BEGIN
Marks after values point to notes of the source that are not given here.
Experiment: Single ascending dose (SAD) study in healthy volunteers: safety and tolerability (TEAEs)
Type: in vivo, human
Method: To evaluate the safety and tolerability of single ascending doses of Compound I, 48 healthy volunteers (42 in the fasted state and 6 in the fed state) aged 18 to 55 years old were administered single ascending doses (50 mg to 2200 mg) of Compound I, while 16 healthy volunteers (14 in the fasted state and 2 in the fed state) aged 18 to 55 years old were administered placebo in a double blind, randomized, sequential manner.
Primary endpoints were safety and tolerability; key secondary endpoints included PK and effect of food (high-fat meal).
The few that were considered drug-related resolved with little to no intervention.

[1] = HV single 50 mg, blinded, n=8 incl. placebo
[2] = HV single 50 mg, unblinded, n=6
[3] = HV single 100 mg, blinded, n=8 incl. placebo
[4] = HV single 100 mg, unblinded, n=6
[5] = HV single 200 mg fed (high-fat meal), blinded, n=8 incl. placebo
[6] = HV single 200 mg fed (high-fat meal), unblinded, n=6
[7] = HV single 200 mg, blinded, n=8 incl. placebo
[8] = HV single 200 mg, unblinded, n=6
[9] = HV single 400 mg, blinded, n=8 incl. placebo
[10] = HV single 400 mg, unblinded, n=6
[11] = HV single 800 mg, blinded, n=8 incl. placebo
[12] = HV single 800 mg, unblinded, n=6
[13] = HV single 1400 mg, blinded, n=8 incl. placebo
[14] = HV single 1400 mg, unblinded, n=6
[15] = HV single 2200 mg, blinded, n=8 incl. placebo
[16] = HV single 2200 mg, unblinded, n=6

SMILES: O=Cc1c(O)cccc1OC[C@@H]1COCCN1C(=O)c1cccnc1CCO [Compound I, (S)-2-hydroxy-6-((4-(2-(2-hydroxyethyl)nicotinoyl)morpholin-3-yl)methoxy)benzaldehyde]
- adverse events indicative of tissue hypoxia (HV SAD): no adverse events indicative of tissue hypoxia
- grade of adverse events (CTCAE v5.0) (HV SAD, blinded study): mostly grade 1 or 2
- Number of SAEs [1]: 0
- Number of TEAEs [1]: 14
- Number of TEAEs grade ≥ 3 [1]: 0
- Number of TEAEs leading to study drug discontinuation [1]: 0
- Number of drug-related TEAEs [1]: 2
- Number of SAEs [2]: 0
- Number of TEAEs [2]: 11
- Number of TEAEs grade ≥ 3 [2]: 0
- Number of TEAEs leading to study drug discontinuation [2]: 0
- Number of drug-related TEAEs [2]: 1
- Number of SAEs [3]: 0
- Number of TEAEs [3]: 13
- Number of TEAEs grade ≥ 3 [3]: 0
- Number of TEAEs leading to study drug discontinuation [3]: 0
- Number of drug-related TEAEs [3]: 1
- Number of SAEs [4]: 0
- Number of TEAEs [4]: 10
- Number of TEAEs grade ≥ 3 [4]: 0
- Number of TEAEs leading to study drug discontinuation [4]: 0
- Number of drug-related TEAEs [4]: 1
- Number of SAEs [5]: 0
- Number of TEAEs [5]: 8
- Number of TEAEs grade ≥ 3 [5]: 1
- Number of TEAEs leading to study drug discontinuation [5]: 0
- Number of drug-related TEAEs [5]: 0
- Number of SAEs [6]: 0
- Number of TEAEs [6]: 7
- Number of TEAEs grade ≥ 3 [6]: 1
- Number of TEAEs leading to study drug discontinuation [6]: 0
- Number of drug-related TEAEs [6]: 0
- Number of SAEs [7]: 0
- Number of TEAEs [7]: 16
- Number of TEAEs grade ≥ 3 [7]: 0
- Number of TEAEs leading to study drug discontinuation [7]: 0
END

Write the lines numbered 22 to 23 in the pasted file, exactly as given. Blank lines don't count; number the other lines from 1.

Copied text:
[16] = HV single 2200 mg, unblinded, n=6

SMILES: O=Cc1c(O)cccc1OC[C@@H]1COCCN1C(=O)c1cccnc1CCO [Compound I, (S)-2-hydroxy-6-((4-(2-(2-hydroxyethyl)nicotinoyl)morpholin-3-yl)methoxy)benzaldehyde]